The number of minority groups in former ISIS-held areas of Iraq have decreased considerably following the group’s three-year rule over large swaths of the country.
Minorities were among the hardest hit by ISIS militants who perceived groups such as Yazidis and Shabaks anathema to their ideology. Even “people of the book” such as Christians were targeted and their homes destroyed.
Pre-ISIS estimates indicate that as many as 1,250,000 people from minority groups lived in Iraq. Many of these groups are from the Nineveh Plains, an area between the Kurdistan Region and Mosul in Iraq’s northern Nineveh Province. This number has now decreased to almost 700,000 with many people fleeing or killed by ISIS’ brutal rule.
The Yazidis, whose name translates as “he created me”, have been among the hardest hit in Iraq. Massacres in Sinjar in August 2014, most prominently around Mount Sinjar and the village of Kojo, have stained the recent history of Yazidis in Iraq. Due to violence and systematic persecution, 100,000 have fled the country, while 15,000 still remain unaccounted for, thought to be dead or missing. Furthermore, 45 mass graves containing Yazidi bodies have been found in Iraq.
The Shabaks, a relatively unknown group who have lived in Iraq for over five centuries, are Muslims with a majority of Twelver Shiites and a minority of Sunnis. Shabaks mostly reside in the Nineveh Plains and have their own language, separate to that of Arabic and Kurdish. Due to the arrival of the so-called Islamic State, as well as historical persecution from extremist groups, hundreds of Shabaks along with their families have emigrated to other countries. Some have even been internally displaced, with many of the Shia Shabak moving to areas in the south of Iraq, like Karbala and Najaf.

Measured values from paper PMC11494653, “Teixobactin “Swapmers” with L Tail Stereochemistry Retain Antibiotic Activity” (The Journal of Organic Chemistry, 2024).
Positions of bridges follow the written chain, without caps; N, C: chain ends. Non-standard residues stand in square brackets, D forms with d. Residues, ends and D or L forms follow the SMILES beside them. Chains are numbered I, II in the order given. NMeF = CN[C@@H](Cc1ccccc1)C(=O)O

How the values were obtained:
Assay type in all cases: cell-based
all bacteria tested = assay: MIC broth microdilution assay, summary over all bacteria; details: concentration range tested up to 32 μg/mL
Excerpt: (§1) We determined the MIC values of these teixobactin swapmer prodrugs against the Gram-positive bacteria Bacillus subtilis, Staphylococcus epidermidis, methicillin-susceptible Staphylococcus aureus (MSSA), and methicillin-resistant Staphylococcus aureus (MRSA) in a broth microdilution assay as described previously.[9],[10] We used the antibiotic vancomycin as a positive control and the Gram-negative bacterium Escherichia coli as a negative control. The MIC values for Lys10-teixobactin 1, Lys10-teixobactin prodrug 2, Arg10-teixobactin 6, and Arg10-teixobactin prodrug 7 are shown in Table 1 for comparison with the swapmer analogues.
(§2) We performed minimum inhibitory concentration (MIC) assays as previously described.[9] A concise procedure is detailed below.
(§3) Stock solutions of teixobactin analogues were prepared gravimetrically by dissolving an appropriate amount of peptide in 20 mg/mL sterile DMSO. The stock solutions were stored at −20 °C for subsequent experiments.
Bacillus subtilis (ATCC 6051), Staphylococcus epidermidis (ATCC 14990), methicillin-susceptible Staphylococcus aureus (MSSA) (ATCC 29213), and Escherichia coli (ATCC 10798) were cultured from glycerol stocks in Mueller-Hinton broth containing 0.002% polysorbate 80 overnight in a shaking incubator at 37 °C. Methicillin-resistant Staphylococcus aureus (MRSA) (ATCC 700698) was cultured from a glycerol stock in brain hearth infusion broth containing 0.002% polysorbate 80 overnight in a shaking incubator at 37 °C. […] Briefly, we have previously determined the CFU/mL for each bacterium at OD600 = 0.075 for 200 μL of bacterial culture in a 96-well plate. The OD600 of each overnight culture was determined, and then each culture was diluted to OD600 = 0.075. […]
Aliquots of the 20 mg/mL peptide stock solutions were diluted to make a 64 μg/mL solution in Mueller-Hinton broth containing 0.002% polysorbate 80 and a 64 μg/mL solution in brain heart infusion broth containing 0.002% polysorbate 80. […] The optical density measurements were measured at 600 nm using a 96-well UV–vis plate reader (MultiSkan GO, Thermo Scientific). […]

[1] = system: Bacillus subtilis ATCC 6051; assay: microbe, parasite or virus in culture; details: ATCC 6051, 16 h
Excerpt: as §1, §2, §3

The Turkmen are the third largest ethnic group in Iraq after Arabs and Kurds, with the majority being Muslims and a minority Christian. The Turkmen come from the ancient Sumerians who migrated from Central Asia to Mesopotamia in the fifth millennium BC and speak their own language, Turkmen, a Turkish dialect close to the language spoken in Azerbaijan. Approximately 500,000 Turkmen have been displaced across Iraq, with many residing in the contested city of Kirkuk, which was recently taken back by the central government.
And finally, Christians, too, have been the subject of ISIS’ oppressive and deadly attacks. Many Christians who returned to their homes after the defeat of ISIS southeast of Mosul have returned to rubble, as well as an increasingly uncertain future. Approximately 150,000 used to live in Nineveh Province, with 30,000 in Mosul. Although 70% of these people have reportedly returned, many churches, homes and sanctuaries have been destroyed, some dating back 1,500 years, forcing Christians (with the help of others) in Iraq to rebuild their heritage.